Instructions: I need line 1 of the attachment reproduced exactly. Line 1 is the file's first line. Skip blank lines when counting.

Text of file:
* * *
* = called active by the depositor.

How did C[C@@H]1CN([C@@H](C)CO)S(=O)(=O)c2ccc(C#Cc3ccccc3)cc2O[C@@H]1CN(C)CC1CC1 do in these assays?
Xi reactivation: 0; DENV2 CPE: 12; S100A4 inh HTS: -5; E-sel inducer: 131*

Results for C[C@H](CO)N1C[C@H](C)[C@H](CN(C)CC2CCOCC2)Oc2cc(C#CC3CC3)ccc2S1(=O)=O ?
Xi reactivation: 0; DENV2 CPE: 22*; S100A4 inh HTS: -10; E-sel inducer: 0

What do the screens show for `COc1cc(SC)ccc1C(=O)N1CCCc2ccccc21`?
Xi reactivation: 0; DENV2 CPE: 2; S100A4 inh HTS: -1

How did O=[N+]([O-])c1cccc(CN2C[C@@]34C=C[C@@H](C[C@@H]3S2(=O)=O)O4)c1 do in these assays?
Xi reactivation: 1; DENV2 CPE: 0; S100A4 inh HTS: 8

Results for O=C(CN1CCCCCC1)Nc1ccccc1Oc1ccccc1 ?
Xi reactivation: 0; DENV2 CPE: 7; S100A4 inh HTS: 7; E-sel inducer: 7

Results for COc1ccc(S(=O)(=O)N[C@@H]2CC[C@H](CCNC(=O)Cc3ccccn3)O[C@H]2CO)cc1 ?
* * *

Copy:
* = called active by the depositor.